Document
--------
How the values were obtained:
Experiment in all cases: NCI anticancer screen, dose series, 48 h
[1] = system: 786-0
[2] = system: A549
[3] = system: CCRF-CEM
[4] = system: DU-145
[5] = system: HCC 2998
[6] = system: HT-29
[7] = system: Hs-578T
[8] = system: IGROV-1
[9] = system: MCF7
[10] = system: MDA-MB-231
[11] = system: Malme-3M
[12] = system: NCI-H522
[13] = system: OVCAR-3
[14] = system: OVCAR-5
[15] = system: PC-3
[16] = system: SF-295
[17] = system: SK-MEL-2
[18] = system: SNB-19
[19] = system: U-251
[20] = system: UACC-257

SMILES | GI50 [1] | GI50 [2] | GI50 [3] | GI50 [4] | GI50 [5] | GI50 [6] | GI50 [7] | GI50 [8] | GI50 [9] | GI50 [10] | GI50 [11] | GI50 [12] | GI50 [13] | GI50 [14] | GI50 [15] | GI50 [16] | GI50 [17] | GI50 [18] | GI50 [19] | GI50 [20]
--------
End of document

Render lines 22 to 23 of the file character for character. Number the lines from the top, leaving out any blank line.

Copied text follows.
[20] = system: UACC-257

SMILES | GI50 [1] | GI50 [2] | GI50 [3] | GI50 [4] | GI50 [5] | GI50 [6] | GI50 [7] | GI50 [8] | GI50 [9] | GI50 [10] | GI50 [11] | GI50 [12] | GI50 [13] | GI50 [14] | GI50 [15] | GI50 [16] | GI50 [17] | GI50 [18] | GI50 [19] | GI50 [20]